‘Skinny, bendy and blonde’: women of colour challenge racism in UK yoga | Yoga

‘Skinny, bendy and blonde’: women of colour challenge racism in UK yoga | Yoga

When Sue Forde returned to practising yoga in a studio earlier this year, for the first time since the pandemic, it was with a sense of trepidation. Because it meant she was, once again, usually the only black woman in the room.

“I’ve had my body pointed to as ‘an African body’,” said Forde, from Hackney, east London. “Recently, in a class, this discussion sprang up about whether black women have a bigger tendency to a pelvic tilt. You think: ‘Oh, please don’t bring this into the yoga room.’”

Forde is one of a growing number of black and minority ethnic yoga teachers and practitioners who are challenging racism in British yoga organisations. Many said they have experienced inappropriate touching of, and comments about, their bodies and hair in classes, as well as crass racial stereotypes, such as Indians being ‘naturally bendy’, and ignorance of yoga’s sacred texts, including the Bhagavad Gita.

Last autumn, Forde was among several members of the renowned Iyengar Yoga London in Maida Vale who raised concerns about racism at the centre. A meeting in September to discuss equality and diversity at the institute heard about “women of colour who had visited IYMV once or twice and not returned as they felt unwelcome and uncomfortable”. Forde, who has not since returned to the studio, also told the group that it was “not reflecting the diversity that is on the streets around it”.

Despite its roots in India, the sector, which, along with pilates, is worth more than £900m, is not diverse. In a report about yoga practice in the UK in BMJ Open in 2020 87% of practitioners who responded to the survey were women, and 91% were white. This reflected the findings of an ethnicity audit by the British Wheel of Yoga in 2016, which found that 86% of its members were white British, 2.8% were British Asians, and 0.5% were Black British.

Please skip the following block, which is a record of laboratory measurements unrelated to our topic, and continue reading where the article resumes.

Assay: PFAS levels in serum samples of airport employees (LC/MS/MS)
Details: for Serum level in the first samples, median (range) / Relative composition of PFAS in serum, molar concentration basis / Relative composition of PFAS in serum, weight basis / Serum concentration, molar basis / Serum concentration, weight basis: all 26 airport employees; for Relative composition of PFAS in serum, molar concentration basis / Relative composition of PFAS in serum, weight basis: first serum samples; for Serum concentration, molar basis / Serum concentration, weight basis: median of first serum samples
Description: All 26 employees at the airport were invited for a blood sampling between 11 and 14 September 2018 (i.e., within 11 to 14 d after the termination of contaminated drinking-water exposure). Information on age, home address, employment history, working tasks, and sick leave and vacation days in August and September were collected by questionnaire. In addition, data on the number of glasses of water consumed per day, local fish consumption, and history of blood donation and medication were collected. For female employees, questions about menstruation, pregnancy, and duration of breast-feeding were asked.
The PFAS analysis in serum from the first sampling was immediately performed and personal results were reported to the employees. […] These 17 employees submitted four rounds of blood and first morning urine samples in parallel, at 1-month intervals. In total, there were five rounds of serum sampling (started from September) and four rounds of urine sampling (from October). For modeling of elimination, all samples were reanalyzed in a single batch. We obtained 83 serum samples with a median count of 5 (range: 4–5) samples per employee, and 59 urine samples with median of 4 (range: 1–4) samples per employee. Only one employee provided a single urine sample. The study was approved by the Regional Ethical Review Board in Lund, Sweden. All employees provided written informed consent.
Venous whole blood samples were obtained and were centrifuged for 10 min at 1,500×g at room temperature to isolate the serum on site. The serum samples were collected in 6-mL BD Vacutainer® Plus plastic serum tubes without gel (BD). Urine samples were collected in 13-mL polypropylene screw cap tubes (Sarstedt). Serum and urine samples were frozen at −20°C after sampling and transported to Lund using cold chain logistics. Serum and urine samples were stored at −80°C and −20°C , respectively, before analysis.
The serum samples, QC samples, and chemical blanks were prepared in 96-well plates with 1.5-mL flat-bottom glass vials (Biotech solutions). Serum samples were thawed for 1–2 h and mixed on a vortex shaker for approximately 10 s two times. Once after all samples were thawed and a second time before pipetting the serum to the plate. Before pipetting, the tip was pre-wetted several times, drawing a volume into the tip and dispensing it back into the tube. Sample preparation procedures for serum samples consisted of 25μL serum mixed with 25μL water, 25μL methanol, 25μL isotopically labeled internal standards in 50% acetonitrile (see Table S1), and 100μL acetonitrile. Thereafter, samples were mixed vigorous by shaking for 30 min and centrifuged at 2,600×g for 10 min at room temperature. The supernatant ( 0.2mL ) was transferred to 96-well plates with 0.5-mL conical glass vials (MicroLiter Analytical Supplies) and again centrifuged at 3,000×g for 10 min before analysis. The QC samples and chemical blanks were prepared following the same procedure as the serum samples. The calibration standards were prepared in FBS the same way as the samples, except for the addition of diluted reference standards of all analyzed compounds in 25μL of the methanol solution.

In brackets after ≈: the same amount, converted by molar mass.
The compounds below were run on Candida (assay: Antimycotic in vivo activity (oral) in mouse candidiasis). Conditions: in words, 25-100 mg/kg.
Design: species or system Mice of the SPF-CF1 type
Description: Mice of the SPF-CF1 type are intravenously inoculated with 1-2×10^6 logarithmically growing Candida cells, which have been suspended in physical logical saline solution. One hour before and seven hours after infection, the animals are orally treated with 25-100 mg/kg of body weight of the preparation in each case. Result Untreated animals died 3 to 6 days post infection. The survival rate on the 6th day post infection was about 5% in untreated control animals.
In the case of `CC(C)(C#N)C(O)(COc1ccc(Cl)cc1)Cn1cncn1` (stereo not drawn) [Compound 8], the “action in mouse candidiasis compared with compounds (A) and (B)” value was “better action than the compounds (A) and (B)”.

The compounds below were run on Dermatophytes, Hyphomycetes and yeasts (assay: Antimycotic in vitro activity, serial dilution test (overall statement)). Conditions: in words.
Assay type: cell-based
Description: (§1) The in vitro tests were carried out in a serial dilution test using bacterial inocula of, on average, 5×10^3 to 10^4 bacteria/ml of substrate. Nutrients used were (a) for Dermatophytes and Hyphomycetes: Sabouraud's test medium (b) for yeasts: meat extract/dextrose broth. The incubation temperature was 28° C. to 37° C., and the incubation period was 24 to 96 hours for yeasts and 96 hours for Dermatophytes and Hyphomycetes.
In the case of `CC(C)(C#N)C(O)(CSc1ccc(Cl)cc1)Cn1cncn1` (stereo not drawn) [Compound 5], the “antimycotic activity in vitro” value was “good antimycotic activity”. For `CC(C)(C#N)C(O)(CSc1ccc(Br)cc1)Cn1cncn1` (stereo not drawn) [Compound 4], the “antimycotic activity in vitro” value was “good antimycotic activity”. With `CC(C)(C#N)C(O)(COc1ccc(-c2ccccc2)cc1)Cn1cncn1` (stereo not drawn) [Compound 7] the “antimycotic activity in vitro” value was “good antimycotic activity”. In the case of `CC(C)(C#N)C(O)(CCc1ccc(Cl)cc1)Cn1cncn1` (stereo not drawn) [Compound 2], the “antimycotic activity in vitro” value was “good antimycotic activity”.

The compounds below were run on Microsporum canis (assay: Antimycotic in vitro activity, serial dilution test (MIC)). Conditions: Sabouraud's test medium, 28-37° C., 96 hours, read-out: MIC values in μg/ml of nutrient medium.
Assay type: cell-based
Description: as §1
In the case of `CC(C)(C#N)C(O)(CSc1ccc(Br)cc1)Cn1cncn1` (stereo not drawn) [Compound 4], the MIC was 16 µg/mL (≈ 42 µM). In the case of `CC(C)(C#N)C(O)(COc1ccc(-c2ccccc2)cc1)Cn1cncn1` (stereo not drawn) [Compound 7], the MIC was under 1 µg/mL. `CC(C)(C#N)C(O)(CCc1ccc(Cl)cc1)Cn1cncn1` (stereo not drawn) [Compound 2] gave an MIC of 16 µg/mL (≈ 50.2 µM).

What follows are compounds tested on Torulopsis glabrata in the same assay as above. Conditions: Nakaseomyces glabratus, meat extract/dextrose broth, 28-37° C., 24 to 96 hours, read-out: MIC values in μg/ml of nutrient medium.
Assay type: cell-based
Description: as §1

In a book published this week, yoga teacher trainer Stacie Graham argues that in Europe and North America, yoga’s traditions have been misappropriated and commodified as fitness.

In Yoga As Resistance, which Graham wrote as a guide to making yoga more inclusive, she noted that social media representations of the practice are dominated by images of white women who are “very skinny, bendy and blonde”.

Graham, who has led anti-racism workshops for yoga studios including Triyoga, said whenever she asked studio managers why their membership did not reflect the ethnic diversity of the local area, their answers were often based on inaccurate racial stereotypes “about what ‘those people’ do”.

Together with three other yoga teachers of colour, Graham has set up Radical Darshan, an anti-racist teacher training course in London. It covers the harmful impact of British colonialism on India and how that led to modern western-style yoga, focused on exercise rather than spirituality.

One of the other course leaders, Kallie Schut, who also runs decolonised yoga group Rebel Yoga Tribe, said many UK yoga organisations were exploiting India’s cultural heritage while failing to appoint south Asian teachers.

She recalled a class where a white teacher “who’d just come back from an ashram in India was wearing Indian clothes, and all the accoutrements, in a class full of white people”.

“It felt like it was almost a parody of being south Asian,” said Schut, from south-east London. She added that such experiences in white-led yoga spaces were traumatising for people of colour, and she was no longer willing to practise in them.

Amanda Evans from Brighton said she had quit teaching yoga in commercial studios because some white students had walked out of classes when they saw a black or brown teacher. “It happened to me a couple of times and with south Asian teachers I know as well,” she said.

Other yoga teachers of colour said they had stopped providing anti-racism work for white-led yoga organisations in recent years because they had not carried out meaningful reform.

Sophia Ansari, a Cardiff-based yoga teacher and therapist, who has run workshops on decolonising the yoga curriculum for trustees of the British Wheel of Yoga, said she had distanced herself from the industry because “they’re doing a disservice to yoga”.

“I felt like I was getting nowhere with studio owners after challenging them for the last two years,” said Ansari. “There is a wall of silence, always. I had to withdraw from it because it’s exhausting.”

Dorothy Hosein, chief executive of British Wheel of Yoga, said the training body had recently set up an equality, diversity and inclusion working group to discuss how to change the culture of the organisation.

Hosein, who is white, said the organisation’s new board, which is elected annually, was all white. She added: “We haven’t got diversity in our demographics, and there’s a lot of work to do.”

Alan Reynolds, manager of Iyengar Yoga London, said he accepted that people of colour were underrepresented in classes. He added that the institute had several teachers of colour and had recently formed a diversity advisory group to address how it could become more inclusive.


This article was amended on 22 June 2022. The 2020 report was published in BMJ Open, not the British Medical Journal, and the figures relate to those who completed the survey, rather than the findings of the survey. Related information was added from a British Wheel of Yoga audit in 2016.